Allergy Testing: Dogs and cats suffering from allergies will often exhibit symptoms such as licking, itching, and sneezing. If you or your veterinarian suspect that your pet has developed allergies, they may order testing for the same. Allergy testing is performed with either a blood test or an intradermal skin test. The average cost of a blood test is $200-$300, and an intradermal skin test usually costs $195-$250. If the test comes out positive, your vet can prescribe allergy medicine for dogs to provide relief to your pet. 

Geriatric Screening: Pets older -- usually seven years and up -- must undergo geriatric screening. This thorough exam typically includes blood work and chemistry, urinalysis, x-rays, and other tests. Geriatric screening generally costs $85-$110. However, vets usually recommend a senior dog food diet as it has all the nutrients required by older dogs.

Surgery and Other Treatments: Certain medical conditions and injuries may require surgery or other treatments. Depending on your pet's specific health issue, a bill worth a thousand dollars could be expected.

Your pet relies on you to keep them healthy, and there is no excuse for not visiting the veterinarian once a year. Also, you need to ensure that your pet eats ideally balanced food, such as Hill’s Science Diet, which includes all the important ingredients needed by your pet. However, if you find it challenging to pay for your pet's health care, you may consider purchasing pet insurance or sign-up for a pet health-care savings plan such as PetPlus.

Why Obamacare Might Raise Your Vet Bills

The Patient Protection and Affordable Care Act, better known as Obamacare, has been making headlines for all the changes it's bringing to Americans' health care access and expenses. But did you know that a tax within the Act might also affect your veterinary bills?

The Medical Device Tax

A 2.3% tax on medical devices was folded into the law to draw funds from medical device manufacturers and their buyers -- doctors and hospitals. However, plenty of medical devices designed to treat humans are also used in vet offices. For example, veterinarians often purchase ultrasound machines, laboratory equipment, and X-ray equipment for use in their practices. So as vets will have to pay more for their devices, they may pass that expense on to their clients. "We are not getting any more patients from the Affordable Care Act. So we should not be pulled into this," said Dr. Douglas Aspros, veterinarian and former president of the American Veterinary Medical Association. He adds that the 2.3% tax "may sound trivial, but if a device costs $30,000 to $40,000, it is not a trivial expense."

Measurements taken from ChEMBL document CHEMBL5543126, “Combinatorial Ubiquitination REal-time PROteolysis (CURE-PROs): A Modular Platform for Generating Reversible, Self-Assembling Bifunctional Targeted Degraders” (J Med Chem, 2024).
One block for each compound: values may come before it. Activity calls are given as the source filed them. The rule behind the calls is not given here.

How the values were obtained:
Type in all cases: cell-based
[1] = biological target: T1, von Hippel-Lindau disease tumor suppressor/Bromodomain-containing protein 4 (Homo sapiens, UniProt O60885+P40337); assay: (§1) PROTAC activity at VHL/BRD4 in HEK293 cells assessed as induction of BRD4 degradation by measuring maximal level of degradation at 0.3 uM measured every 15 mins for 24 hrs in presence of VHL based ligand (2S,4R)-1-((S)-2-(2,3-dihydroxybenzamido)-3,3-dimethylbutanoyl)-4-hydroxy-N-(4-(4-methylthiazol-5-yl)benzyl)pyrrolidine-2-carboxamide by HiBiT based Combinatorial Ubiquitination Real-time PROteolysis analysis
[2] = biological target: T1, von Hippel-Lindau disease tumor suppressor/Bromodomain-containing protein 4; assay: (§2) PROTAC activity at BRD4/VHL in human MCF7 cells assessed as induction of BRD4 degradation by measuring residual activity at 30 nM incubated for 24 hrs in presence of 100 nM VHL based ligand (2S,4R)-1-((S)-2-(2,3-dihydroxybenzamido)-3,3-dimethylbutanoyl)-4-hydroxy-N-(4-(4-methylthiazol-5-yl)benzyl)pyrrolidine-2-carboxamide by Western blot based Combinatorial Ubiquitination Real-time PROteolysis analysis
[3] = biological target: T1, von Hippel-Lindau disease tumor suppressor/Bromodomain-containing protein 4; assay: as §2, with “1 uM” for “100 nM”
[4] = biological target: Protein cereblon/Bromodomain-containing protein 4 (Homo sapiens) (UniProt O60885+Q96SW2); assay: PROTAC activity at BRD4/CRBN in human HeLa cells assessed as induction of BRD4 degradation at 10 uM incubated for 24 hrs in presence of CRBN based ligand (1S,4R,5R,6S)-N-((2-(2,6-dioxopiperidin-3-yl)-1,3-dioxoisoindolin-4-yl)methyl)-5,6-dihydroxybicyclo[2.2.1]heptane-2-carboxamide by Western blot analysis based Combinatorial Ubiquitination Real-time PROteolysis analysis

How Pet Parents Can Cope

Not everyone believes the tax will cause prices to skyrocket. Veterinary consultant Gary Glassman says vets should consider the extra cost over the life of the equipment. Considering an example of an $18,000 machine, "If the equipment has a five-year life, the yearly cost would be $80. If the equipment is used 100 times during the year, the incremental cost increase per procedure is 80 cents." Glassman says this could cause the procedure to go up about $1.50 per client.

So it's essential to find a vet who's looking at the long term and won't boost costs the moment they're faced with paying the tax. You can also consider a pet health benefits plan, which can give members discounts on everything from vet visits to prescriptions. Subscribe to The Wet Nose Press and get the latest pet health news and advice, recalls of faulty or dangerous products, great coupons, adorable pics, and more!

Was this article helpful?

You May Also Like